(4) Based on the findings from subsection (3) of this section, the employment security department, in consultation with the department and taking into account the requirements and goals of chapter 14, Laws of 2008 and other state clean energy and energy efficiency policies, shall propose which industries will be considered high-demand green industries, based on current and projected job creation and their strategic importance to the development of the state's green economy. The employment security department and the department shall take into account which jobs within green economy industries will be considered high-wage occupations and occupations that are part of career pathways to the same, based on family-sustaining wage and benefits ranges. These designations, and the results of the employment security department's broader labor market research, shall inform the planning and strategic direction of the department, the state workforce training and education coordinating board, the state board for community and technical colleges, and the higher education coordinating board.
(5) The department shall identify emerging technologies and innovations that are likely to contribute to advancements in the green economy, including the activities in designated innovation partnership zones established in RCW 43.330.270.
(6) The department, consistent with the priorities established by the state economic development commission, shall:
(a) Develop targeting criteria for existing investments, and make recommendations for new or expanded financial incentives and comprehensive strategies, to recruit, retain, and expand green economy industries and small businesses; and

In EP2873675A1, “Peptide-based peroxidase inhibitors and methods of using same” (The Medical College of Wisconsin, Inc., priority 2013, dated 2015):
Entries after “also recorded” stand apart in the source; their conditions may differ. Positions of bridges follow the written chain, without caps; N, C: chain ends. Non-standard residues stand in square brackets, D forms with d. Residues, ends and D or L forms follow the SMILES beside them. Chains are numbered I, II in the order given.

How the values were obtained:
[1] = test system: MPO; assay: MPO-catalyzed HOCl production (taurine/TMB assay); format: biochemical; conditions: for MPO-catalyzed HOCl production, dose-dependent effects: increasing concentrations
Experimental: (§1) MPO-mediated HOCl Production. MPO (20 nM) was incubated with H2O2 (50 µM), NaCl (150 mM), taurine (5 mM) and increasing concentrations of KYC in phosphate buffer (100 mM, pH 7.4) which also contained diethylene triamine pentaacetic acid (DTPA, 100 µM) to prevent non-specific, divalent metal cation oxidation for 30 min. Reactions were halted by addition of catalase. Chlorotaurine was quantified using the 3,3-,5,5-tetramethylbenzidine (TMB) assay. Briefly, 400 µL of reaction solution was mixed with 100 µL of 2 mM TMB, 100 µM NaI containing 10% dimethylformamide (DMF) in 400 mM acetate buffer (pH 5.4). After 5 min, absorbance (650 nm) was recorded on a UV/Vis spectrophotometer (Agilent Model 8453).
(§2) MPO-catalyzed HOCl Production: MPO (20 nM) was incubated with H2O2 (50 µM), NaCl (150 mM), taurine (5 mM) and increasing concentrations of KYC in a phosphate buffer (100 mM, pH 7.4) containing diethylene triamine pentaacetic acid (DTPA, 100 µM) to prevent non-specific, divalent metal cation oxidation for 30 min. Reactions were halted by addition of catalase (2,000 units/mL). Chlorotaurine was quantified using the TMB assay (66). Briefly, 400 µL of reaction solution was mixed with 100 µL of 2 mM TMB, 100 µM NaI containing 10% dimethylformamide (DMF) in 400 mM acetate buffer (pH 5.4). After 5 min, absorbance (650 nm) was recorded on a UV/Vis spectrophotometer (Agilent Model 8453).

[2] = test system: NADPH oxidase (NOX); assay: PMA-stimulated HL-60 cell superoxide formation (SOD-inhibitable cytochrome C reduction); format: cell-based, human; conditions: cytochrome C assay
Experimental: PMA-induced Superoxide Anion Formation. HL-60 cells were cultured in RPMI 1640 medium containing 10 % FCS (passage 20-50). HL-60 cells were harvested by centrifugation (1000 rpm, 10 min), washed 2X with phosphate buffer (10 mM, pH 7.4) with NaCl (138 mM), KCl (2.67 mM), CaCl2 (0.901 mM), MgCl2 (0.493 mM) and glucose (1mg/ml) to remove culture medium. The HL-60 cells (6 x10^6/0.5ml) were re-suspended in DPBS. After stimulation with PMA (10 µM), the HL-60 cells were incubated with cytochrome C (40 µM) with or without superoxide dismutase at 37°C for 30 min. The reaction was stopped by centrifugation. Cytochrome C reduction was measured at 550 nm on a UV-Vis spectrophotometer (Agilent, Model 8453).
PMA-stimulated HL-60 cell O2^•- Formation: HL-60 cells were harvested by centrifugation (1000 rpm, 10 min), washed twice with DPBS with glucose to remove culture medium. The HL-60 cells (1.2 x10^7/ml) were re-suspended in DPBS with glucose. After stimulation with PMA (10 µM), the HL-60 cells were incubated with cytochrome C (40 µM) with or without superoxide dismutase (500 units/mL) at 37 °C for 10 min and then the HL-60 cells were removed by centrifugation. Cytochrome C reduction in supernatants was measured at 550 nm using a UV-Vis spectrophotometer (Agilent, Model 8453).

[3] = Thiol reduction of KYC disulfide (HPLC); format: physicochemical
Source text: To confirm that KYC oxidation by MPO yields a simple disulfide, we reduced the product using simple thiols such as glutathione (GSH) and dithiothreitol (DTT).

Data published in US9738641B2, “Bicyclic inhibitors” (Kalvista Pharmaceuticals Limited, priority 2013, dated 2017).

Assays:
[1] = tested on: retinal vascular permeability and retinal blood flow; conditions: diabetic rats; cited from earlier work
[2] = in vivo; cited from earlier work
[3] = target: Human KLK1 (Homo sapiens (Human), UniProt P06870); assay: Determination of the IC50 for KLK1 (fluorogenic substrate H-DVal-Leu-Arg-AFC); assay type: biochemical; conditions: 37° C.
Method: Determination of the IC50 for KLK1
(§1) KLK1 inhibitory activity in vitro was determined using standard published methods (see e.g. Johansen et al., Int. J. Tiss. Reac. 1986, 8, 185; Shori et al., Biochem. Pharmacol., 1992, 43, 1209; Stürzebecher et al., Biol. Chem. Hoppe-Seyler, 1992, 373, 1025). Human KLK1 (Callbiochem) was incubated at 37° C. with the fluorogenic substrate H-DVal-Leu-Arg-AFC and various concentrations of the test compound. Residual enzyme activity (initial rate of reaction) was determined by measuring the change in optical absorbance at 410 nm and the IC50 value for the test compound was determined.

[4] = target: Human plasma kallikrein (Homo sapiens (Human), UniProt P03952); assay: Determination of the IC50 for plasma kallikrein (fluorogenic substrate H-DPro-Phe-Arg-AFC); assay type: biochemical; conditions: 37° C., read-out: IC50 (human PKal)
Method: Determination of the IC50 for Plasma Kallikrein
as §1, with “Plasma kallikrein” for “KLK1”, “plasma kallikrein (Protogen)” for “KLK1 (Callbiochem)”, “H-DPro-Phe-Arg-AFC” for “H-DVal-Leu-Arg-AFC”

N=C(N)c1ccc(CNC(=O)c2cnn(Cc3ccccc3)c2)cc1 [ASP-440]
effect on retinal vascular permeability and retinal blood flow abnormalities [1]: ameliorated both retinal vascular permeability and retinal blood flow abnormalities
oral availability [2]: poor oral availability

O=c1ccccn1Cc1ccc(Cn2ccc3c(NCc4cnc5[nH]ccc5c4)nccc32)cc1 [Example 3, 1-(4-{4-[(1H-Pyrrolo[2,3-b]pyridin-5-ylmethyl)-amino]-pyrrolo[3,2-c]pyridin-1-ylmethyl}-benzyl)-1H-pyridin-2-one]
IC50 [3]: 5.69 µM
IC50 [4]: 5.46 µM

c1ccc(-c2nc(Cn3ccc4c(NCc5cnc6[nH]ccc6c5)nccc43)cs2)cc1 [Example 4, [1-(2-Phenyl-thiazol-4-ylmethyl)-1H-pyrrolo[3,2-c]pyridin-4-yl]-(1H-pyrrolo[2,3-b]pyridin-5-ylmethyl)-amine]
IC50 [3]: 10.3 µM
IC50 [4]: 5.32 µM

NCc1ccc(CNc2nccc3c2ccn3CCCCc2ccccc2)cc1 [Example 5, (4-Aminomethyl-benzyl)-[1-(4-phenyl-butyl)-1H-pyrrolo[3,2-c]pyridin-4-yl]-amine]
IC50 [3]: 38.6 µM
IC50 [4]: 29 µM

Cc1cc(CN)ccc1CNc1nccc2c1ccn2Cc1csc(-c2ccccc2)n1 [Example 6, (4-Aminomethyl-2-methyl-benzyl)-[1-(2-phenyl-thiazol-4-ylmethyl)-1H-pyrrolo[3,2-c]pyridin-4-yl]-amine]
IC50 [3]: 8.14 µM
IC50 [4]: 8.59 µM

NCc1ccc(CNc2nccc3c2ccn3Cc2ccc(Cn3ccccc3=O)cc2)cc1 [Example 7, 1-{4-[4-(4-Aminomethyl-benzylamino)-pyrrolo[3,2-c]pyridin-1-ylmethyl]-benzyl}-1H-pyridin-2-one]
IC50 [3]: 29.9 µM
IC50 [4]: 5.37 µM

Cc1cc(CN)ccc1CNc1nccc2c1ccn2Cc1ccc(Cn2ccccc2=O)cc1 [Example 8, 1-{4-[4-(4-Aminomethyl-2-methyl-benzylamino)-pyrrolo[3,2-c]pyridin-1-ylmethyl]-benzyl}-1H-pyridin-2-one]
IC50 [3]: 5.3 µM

(b) Make recommendations for new or expanded financial incentives and comprehensive strategies to stimulate research and development of green technology and innovation, including designating innovation partnership zones linked to the green economy.
(7) For the purposes of this section, "target populations" means (a) entry-level or incumbent workers in high-demand green industries who are in, or are preparing for, high-wage occupations; (b) dislocated workers in declining industries who may be retrained for high-wage occupations in high-demand green industries; (c) dislocated agriculture, timber, or energy sector workers who may be retrained for high-wage occupations in high-demand green industries; (d) eligible veterans or national guard members; (e) disadvantaged populations; or (f) anyone eligible to participate in the state opportunity grant program under RCW 28B.50.271.
(8) The legislature directs the state workforce training and education coordinating board to create and pilot green industry skill panels. These panels shall consist of business representatives from: Green industry sectors ((
related to clean energy)), including but not
limited to forest product companies, companies engaged in energy
efficiency and renewable energy production, companies engaged in
pollution prevention, reduction, and mitigation, and companies engaged
in green building work and green transportation; labor unions
representing workers in those industries or labor affiliates
administering state-approved, joint apprenticeship programs or labor-management partnership programs that train workers for these